Fully agreed, and indeed with all recent patches that went into llvm-dwarfdump we are already moving in that direction.

Either looking at the DWARF YAML support and maybe fleshing it out a bit/making it more usable, or maybe assembly based tests? Not sure.

I’m trying to figure this out right now by looking at https://reviews.llvm.org/D36993

– adrian

Sony delivers the GNU objdump and a proprietary utility which have DWARF-dumping features. So in that sense, we don’t mind what you do with llvm-dwarfdump. Being able to extract subtrees sounds like a cool feature, I will say; Katya was just asking me about that yesterday.

We have a longer term ideal (I won’t call it a plan, although it might be considered an intention) to deliver the LLVM utilities instead, so more robust testing along the lines Dave suggested would be beneficial.

–paulr

I would like to grow llvm-dwarfdump to become a drop-in replacement for the dwarfdump utility that is currently shipping on Darwin. (You can search the web for “darwin dwarfdump manpage” to see the currently supported feature set.)

For anyone looking: http://www.manpagez.com/man/1/dwarfdump/

Doing this means implementing the missing features, such as the ability to print only subsets of DIEs, looking up DIEs by name or address, and the option to produce more diff-friendly output. I’m fairly certain that these additional features will be beneficial on all LLVM-suported platforms.
To turn it into a drop-in replacement on Darwin, I will also need to re-orgnize the command line interface a bit. In particular (and this is pretty much the only difference)

$ llvm-dwarfdump --debug-dump=info
$ llvm-dwarfdump --debug-dump=apple-objc

becomes

$ dwarfdump --debug-info
$ dwarfdump --apple-objc

respectively.
My question is, how attached are users on other platforms to the current command line interface?

I’m not especially attached - though I imagine it’s pretty cheap to support both (though I don’t personally mind if you want to migrate from one to the other - will just take a bit to relearn the muscle memory).

If we’re looking for the path of least resistance, we could even support both variants as aliases at the same time, since they don’t conflict.

One other thing: If we’re moving towards a point where llvm-dwarfdump is not just a tool for LLVM developers but a shipping product, might be worth being a bit more rigorous about testing for it (historically sometimes dwarfdump functionality hasn’t been tested - committed along with the LLVM functionality it was implemented to test - or the only testing is with checked in object files, which are a bit hard to maintain).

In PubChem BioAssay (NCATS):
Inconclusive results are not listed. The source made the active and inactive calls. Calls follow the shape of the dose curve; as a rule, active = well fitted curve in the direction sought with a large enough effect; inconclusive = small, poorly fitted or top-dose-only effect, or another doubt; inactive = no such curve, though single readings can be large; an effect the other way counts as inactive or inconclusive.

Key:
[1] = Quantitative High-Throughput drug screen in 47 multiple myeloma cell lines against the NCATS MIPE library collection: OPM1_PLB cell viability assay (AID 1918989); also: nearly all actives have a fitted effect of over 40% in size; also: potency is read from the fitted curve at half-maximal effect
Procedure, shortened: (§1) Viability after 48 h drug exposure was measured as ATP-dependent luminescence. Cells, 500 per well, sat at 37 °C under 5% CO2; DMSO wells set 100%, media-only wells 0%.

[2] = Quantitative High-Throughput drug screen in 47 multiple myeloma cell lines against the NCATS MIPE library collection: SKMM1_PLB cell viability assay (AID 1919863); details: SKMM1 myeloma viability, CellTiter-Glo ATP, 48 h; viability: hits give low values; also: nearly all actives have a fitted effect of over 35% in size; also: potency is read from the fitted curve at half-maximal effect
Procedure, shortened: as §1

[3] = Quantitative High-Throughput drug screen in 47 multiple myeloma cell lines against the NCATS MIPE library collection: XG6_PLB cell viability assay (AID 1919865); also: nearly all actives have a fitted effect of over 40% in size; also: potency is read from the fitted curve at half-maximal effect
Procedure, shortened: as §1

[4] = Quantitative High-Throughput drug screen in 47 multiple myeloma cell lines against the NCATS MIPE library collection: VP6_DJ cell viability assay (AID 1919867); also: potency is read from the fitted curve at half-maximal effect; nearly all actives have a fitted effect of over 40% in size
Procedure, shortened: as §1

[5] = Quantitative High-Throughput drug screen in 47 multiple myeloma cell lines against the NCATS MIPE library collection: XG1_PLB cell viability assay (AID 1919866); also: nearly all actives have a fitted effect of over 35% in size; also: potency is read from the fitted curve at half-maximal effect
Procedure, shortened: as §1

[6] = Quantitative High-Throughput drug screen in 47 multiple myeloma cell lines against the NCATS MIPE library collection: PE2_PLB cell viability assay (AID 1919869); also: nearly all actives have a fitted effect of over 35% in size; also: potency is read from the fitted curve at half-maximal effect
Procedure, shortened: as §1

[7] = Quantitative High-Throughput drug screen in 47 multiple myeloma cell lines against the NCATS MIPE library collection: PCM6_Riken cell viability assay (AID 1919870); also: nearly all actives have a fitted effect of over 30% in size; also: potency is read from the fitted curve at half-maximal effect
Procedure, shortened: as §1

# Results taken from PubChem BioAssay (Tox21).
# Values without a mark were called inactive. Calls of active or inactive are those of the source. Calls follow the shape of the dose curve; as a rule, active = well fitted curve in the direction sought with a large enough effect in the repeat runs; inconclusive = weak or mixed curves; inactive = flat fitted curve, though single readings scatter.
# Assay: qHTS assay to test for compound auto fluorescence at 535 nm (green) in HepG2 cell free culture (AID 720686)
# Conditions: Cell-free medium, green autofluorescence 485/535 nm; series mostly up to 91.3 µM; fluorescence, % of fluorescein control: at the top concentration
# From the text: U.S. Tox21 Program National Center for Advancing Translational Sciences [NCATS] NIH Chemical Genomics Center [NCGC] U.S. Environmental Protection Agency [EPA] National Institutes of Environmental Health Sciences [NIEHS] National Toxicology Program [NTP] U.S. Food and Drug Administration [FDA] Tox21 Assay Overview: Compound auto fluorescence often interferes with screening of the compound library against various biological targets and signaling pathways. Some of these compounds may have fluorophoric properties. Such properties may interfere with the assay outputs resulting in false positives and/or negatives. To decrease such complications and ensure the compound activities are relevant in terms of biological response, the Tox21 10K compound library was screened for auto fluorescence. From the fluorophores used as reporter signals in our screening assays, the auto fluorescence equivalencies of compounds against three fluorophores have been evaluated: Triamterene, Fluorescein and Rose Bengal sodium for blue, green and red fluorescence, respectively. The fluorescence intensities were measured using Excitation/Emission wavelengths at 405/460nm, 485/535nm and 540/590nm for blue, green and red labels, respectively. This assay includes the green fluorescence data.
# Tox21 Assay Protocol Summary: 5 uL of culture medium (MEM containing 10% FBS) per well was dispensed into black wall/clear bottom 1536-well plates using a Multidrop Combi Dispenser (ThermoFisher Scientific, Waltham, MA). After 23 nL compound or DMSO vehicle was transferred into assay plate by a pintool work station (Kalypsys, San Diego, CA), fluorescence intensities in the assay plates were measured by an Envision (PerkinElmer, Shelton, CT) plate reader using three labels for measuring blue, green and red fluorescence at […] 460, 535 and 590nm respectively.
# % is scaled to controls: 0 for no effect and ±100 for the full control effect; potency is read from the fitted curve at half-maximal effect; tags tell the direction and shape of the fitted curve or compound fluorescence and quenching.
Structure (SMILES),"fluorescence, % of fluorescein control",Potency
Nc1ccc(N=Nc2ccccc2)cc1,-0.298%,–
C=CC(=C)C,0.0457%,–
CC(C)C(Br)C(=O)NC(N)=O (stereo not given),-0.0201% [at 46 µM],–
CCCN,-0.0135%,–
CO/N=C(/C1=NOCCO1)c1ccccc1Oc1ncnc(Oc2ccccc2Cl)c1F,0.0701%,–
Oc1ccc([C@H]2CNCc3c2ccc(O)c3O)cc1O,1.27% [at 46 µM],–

Fully agreed, and indeed with all recent patches that went into llvm-dwarfdump we are already moving in that direction.

There was some work this way in llvm-objdump as well :slight_smile:

-eric

+1 for the shorter options.

In my opinion assembly-based testing is the way forward. We used this
in lld and it went a long way.
YAML I think it's fine to simulate what MC can't emit (e.g. broken
object files).
YAML IMHO, introduces an obfuscation layer (at least for me, but maybe
I spent too much time looking at object files).
Also, we found out issues with YAML when reducing testcases with
obj2yaml/yaml2obj (in particular, the mapping is not isomorphic &
loses interesting information).

Thanks,

I would like to grow llvm-dwarfdump to become a drop-in replacement for
the dwarfdump utility that is currently shipping on Darwin. (You can search
the web for “darwin dwarfdump manpage” to see the currently supported
feature set.)

For anyone looking: http://www.manpagez.com/man/1/dwarfdump/

Doing this means implementing the missing features, such as the ability to
print only subsets of DIEs, looking up DIEs by name or address, and the
option to produce more diff-friendly output. I’m fairly certain that these
additional features will be beneficial on all LLVM-suported platforms.
To turn it into a drop-in replacement on Darwin, I will also need to
re-orgnize the command line interface a bit. In particular (and this is
pretty much the only difference)

$ llvm-dwarfdump --debug-dump=info
$ llvm-dwarfdump --debug-dump=apple-objc

becomes

$ dwarfdump --debug-info
$ dwarfdump --apple-objc

respectively.
My question is, how attached are users on other platforms to the current
command line interface?

I’m not especially attached - though I imagine it’s pretty cheap to support
both (though I don’t personally mind if you want to migrate from one to the
other - will just take a bit to relearn the muscle memory).

One other thing: If we’re moving towards a point where llvm-dwarfdump is not
just a tool for LLVM developers but a shipping product, might be worth being
a bit more rigorous about testing for it (historically sometimes dwarfdump
functionality hasn’t been tested - committed along with the LLVM
functionality it was implemented to test - or the only testing is with